The Society of Agriculture, Environmental Resources and Management (SAEREM), is an interdisciplinary research based organization. Its scope encompasses the academia and the end user of research & development. Our areas of research cover all aspect of agriculture, environmental related sciences, resource economics, biological sciences , social sciences and management sciences. The organization gives research grant to researchers on climate change and related studies, and offers scholarship to undergraduate/post graduate students mostly from Africa.
Prof. Anderson Chidi Amadioha, The Editorial Chairman,SAEREM
Prof. Amadioha, Anderson Chidi (FNIE) a professor at Michael Okpara University of Agriculture, Umudike Abia State. He was born on 5th July, 1960; at Iho-Dimeze. He is from Ikeduru local government area in Imo state, Nigeria. He is married with children.
Prof. Amadioha obtained his first school living certificate at Aguata High School, Aguata (1971 – 1976). He attended Holy Ghost College, Owerri (1976-1978) where he obtained his GCE/AL -4Papers. He proceeded to University of Ife (OAU), Ile –Ife. (1980 – 1983) where he obtained his B.sc,(Hon.Botany) in July,1983.He obtained M.Sc,(Plant Pathology) In Sept., 1985 at University of Ibadan, Ibadan.He further moved to University of Port-Harcourt, Port-Harcourt (1986 – 1987) to obtain a PGDE in September,1987. And in Feb., 1994 Prof. Amadioha bagged his Ph. D in Plant Pathology, at University of Ibadan, Ibadan. Prof. Amadioha belongs to several professional and reputable bodies. He has been a reviewer of several international journals of repute. He has over 54 journal publications and 10 conference proceedings both locally and internationally.He authored three books.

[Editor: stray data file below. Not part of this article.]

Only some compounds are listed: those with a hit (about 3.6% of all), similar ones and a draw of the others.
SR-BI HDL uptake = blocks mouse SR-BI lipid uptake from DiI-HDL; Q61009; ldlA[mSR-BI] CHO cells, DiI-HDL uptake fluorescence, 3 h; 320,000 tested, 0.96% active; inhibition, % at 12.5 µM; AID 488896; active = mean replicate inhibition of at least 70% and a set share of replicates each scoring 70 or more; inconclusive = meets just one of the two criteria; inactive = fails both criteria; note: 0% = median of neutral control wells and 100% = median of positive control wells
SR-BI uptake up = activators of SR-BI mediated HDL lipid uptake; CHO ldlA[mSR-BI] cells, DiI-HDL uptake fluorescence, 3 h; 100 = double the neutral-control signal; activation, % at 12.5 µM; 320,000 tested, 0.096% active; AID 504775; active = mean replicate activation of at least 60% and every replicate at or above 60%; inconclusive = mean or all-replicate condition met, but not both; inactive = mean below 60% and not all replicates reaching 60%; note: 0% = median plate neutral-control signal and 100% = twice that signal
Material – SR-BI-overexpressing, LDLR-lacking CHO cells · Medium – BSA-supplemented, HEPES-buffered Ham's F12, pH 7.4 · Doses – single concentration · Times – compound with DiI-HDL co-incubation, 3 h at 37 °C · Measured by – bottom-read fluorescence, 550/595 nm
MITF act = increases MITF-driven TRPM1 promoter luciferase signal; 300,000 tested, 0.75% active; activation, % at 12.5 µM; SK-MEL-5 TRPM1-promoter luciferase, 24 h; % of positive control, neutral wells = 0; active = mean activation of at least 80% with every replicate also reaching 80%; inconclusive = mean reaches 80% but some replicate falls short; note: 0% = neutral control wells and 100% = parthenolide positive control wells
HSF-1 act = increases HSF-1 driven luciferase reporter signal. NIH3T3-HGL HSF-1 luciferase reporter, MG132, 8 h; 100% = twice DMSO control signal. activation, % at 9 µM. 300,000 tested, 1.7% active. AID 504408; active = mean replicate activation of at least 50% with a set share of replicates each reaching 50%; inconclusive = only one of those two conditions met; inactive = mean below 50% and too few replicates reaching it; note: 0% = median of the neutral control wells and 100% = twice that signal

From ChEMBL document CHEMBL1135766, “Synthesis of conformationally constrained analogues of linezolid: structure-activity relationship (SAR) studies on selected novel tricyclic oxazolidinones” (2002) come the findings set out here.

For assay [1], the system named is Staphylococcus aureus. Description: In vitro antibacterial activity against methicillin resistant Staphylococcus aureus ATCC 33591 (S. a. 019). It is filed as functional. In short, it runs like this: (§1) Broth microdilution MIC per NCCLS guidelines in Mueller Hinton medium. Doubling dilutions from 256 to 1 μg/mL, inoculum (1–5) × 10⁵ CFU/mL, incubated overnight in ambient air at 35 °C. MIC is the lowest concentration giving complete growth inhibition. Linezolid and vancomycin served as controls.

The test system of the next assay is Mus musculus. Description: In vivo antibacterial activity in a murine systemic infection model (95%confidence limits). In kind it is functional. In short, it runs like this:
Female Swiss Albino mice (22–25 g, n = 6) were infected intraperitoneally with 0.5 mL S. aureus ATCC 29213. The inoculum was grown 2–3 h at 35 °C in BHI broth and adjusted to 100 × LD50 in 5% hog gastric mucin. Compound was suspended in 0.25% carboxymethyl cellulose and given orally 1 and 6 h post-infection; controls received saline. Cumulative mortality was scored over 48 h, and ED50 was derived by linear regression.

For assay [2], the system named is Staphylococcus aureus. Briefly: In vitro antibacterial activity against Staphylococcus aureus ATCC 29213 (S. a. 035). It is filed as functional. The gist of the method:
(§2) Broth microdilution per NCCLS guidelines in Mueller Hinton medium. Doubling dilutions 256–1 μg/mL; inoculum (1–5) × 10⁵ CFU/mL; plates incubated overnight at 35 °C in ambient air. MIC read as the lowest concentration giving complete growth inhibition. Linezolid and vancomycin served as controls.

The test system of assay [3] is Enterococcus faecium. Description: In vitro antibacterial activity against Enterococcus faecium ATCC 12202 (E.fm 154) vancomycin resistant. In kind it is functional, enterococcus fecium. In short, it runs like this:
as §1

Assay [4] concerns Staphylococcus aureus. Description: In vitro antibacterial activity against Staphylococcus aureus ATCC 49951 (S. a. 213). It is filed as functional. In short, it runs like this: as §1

Prof. STEPHEN J. IBITOYE , FSAEREM CHAIRMAN-IN-COUNCIL
Stephen Jimoh IBITOYE is a Professor of Farm Management and Production Economics. Prof. Ibitoye attended LGEA Primary School, Ijowa- Isanlu and also a 1975 graduate of St. Kizito’s College, Isanlu both in Kogi State, Nigeria. He holds BSc. in Agricultural Economics from the University of Ibadan (1982), PGDE from University of Jos (1985), MSc. in Agricultural Economics from University of Ilorin (1992) and PhD in Farm Management and Production Economics from University of Nigeria, Nsukka (2006). Prof Ibitoye completed his NYSC at Bauchi State Investment and Property Development Authority from 1982 to 1983. He worked as a Lecturer at College of Education, Azare, in Bauchi State, College of Education, Oro, Kwara State, Kogi State College of Education, Ankpa and as Planning, Monitoring and Evaluation Officer at Kogi State Agricultural Development Project, Lokoja. He is currently a Professor of Farm Management and Production Economics at Prince Abubakar Audu University, Anyigba, Kogi State, Nigeria. Prof Ibitoye has International reputation for his expertise in global Agricultural Economy. He has contributed to a number of funded research studies. He has participated as a Consultant and Trainer in many Impact Assessment Studies.